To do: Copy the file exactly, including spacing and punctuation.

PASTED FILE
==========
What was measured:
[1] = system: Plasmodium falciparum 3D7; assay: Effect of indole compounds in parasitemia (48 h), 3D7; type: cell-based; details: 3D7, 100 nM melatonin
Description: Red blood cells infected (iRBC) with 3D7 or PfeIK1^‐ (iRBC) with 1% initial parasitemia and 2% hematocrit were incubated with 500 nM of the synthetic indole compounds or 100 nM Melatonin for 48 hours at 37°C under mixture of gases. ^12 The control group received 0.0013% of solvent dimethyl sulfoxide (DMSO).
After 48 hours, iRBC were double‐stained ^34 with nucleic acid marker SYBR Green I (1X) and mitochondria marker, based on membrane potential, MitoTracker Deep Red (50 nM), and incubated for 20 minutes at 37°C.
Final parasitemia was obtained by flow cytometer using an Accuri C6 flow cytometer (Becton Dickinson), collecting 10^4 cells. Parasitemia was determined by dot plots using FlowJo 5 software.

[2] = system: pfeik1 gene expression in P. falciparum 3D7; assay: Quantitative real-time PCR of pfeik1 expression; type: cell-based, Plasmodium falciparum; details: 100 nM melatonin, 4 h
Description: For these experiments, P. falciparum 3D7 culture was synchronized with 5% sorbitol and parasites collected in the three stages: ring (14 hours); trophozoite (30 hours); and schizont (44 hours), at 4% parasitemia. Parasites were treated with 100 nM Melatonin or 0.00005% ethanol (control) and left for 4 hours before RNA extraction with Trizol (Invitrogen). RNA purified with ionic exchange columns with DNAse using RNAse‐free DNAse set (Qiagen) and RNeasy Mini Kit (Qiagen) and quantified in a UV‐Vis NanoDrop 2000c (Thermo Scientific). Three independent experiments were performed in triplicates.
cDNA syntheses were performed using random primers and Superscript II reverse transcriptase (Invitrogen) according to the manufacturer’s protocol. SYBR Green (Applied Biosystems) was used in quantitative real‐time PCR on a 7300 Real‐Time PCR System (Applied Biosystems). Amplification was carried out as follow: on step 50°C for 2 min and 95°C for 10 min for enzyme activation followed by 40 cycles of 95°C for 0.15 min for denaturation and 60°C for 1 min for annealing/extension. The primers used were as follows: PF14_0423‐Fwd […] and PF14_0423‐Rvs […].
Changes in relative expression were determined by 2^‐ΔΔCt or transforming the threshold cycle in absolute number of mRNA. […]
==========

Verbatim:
What was measured:
[1] = system: Plasmodium falciparum 3D7; assay: Effect of indole compounds in parasitemia (48 h), 3D7; type: cell-based; details: 3D7, 100 nM melatonin
Description: Red blood cells infected (iRBC) with 3D7 or PfeIK1^‐ (iRBC) with 1% initial parasitemia and 2% hematocrit were incubated with 500 nM of the synthetic indole compounds or 100 nM Melatonin for 48 hours at 37°C under mixture of gases. ^12 The control group received 0.0013% of solvent dimethyl sulfoxide (DMSO).
After 48 hours, iRBC were double‐stained ^34 with nucleic acid marker SYBR Green I (1X) and mitochondria marker, based on membrane potential, MitoTracker Deep Red (50 nM), and incubated for 20 minutes at 37°C.
Final parasitemia was obtained by flow cytometer using an Accuri C6 flow cytometer (Becton Dickinson), collecting 10^4 cells. Parasitemia was determined by dot plots using FlowJo 5 software.

[2] = system: pfeik1 gene expression in P. falciparum 3D7; assay: Quantitative real-time PCR of pfeik1 expression; type: cell-based, Plasmodium falciparum; details: 100 nM melatonin, 4 h
Description: For these experiments, P. falciparum 3D7 culture was synchronized with 5% sorbitol and parasites collected in the three stages: ring (14 hours); trophozoite (30 hours); and schizont (44 hours), at 4% parasitemia. Parasites were treated with 100 nM Melatonin or 0.00005% ethanol (control) and left for 4 hours before RNA extraction with Trizol (Invitrogen). RNA purified with ionic exchange columns with DNAse using RNAse‐free DNAse set (Qiagen) and RNeasy Mini Kit (Qiagen) and quantified in a UV‐Vis NanoDrop 2000c (Thermo Scientific). Three independent experiments were performed in triplicates.
cDNA syntheses were performed using random primers and Superscript II reverse transcriptase (Invitrogen) according to the manufacturer’s protocol. SYBR Green (Applied Biosystems) was used in quantitative real‐time PCR on a 7300 Real‐Time PCR System (Applied Biosystems). Amplification was carried out as follow: on step 50°C for 2 min and 95°C for 10 min for enzyme activation followed by 40 cycles of 95°C for 0.15 min for denaturation and 60°C for 1 min for annealing/extension. The primers used were as follows: PF14_0423‐Fwd […] and PF14_0423‐Rvs […].
Changes in relative expression were determined by 2^‐ΔΔCt or transforming the threshold cycle in absolute number of mRNA. […]